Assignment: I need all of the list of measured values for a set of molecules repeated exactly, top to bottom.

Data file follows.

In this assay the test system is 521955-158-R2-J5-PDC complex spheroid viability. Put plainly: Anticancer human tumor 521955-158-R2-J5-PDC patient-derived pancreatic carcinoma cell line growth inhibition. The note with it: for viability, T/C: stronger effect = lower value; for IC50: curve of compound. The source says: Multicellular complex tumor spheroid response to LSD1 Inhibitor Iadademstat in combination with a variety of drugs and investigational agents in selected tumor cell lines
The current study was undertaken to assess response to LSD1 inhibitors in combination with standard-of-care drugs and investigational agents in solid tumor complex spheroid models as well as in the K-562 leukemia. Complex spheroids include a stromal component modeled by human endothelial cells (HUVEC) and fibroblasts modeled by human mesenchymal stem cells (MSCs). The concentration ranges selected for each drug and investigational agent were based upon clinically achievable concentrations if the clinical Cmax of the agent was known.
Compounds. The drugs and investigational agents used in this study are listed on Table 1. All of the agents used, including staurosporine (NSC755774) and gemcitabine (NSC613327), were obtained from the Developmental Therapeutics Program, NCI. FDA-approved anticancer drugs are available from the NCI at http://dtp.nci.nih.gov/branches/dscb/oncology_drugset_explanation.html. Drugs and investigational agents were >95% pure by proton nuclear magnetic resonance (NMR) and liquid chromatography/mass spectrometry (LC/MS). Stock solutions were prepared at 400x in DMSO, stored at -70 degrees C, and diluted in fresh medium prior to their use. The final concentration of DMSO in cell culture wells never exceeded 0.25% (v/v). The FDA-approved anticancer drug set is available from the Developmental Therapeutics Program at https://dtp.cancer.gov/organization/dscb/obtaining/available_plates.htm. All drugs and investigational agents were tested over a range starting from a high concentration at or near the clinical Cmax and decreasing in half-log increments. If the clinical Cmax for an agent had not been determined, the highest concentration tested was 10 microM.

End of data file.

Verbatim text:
In this assay the test system is 521955-158-R2-J5-PDC complex spheroid viability. Put plainly: Anticancer human tumor 521955-158-R2-J5-PDC patient-derived pancreatic carcinoma cell line growth inhibition. The note with it: for viability, T/C: stronger effect = lower value; for IC50: curve of compound. The source says: Multicellular complex tumor spheroid response to LSD1 Inhibitor Iadademstat in combination with a variety of drugs and investigational agents in selected tumor cell lines
The current study was undertaken to assess response to LSD1 inhibitors in combination with standard-of-care drugs and investigational agents in solid tumor complex spheroid models as well as in the K-562 leukemia. Complex spheroids include a stromal component modeled by human endothelial cells (HUVEC) and fibroblasts modeled by human mesenchymal stem cells (MSCs). The concentration ranges selected for each drug and investigational agent were based upon clinically achievable concentrations if the clinical Cmax of the agent was known.
Compounds. The drugs and investigational agents used in this study are listed on Table 1. All of the agents used, including staurosporine (NSC755774) and gemcitabine (NSC613327), were obtained from the Developmental Therapeutics Program, NCI. FDA-approved anticancer drugs are available from the NCI at http://dtp.nci.nih.gov/branches/dscb/oncology_drugset_explanation.html. Drugs and investigational agents were >95% pure by proton nuclear magnetic resonance (NMR) and liquid chromatography/mass spectrometry (LC/MS). Stock solutions were prepared at 400x in DMSO, stored at -70 degrees C, and diluted in fresh medium prior to their use. The final concentration of DMSO in cell culture wells never exceeded 0.25% (v/v). The FDA-approved anticancer drug set is available from the Developmental Therapeutics Program at https://dtp.cancer.gov/organization/dscb/obtaining/available_plates.htm. All drugs and investigational agents were tested over a range starting from a high concentration at or near the clinical Cmax and decreasing in half-log increments. If the clinical Cmax for an agent had not been determined, the highest concentration tested was 10 microM.